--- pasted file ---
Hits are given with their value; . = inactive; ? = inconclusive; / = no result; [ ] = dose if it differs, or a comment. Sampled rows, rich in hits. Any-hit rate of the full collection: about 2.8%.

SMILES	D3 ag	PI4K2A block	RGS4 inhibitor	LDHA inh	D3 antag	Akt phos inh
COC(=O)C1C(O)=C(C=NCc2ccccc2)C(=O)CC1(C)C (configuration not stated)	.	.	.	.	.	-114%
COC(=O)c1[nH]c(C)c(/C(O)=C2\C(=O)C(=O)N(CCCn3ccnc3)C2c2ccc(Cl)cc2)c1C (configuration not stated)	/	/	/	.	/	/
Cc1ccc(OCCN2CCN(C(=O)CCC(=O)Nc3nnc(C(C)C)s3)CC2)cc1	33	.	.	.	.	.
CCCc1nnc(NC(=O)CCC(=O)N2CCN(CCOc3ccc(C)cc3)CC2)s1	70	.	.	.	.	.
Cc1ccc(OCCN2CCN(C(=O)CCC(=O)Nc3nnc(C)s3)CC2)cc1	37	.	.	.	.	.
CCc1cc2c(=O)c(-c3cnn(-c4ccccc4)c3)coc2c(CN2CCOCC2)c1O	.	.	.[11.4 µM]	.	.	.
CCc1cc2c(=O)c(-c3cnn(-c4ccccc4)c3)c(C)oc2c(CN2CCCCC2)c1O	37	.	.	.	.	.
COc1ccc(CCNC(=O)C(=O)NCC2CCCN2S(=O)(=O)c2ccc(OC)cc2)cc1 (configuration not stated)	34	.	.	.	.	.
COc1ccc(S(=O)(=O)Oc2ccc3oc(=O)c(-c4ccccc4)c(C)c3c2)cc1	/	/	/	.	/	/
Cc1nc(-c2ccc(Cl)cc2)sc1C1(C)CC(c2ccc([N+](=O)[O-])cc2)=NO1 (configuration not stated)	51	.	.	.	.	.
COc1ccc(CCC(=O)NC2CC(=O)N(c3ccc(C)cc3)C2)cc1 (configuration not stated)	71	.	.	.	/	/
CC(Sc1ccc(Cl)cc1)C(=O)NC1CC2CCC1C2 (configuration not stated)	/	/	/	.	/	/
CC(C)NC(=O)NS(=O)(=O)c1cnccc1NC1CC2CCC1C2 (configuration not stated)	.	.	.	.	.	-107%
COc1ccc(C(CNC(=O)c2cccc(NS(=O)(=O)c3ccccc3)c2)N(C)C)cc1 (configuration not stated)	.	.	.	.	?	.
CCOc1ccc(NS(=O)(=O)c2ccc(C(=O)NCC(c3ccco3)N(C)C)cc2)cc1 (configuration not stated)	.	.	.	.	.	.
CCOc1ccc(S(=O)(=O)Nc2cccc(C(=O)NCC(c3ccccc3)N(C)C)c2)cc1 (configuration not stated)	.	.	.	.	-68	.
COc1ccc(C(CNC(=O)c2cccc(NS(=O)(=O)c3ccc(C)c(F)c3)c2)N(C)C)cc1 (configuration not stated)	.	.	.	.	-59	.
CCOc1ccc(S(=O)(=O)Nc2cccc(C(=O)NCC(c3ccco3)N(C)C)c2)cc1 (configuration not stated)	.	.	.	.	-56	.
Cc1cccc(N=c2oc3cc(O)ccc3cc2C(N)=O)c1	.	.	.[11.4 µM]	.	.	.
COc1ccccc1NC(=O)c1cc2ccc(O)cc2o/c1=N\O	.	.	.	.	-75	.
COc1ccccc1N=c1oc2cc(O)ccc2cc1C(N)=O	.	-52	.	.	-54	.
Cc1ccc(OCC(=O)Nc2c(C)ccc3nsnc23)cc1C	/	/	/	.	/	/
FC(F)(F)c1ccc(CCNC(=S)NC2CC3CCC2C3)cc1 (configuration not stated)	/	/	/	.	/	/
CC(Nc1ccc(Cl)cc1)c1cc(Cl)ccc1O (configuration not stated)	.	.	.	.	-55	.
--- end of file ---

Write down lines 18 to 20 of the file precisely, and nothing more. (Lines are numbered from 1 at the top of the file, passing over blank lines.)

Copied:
CCOc1ccc(S(=O)(=O)Nc2cccc(C(=O)NCC(c3ccccc3)N(C)C)c2)cc1 (configuration not stated)	.	.	.	.	-68	.
COc1ccc(C(CNC(=O)c2cccc(NS(=O)(=O)c3ccc(C)c(F)c3)c2)N(C)C)cc1 (configuration not stated)	.	.	.	.	-59	.
CCOc1ccc(S(=O)(=O)Nc2cccc(C(=O)NCC(c3ccco3)N(C)C)c2)cc1 (configuration not stated)	.	.	.	.	-56	.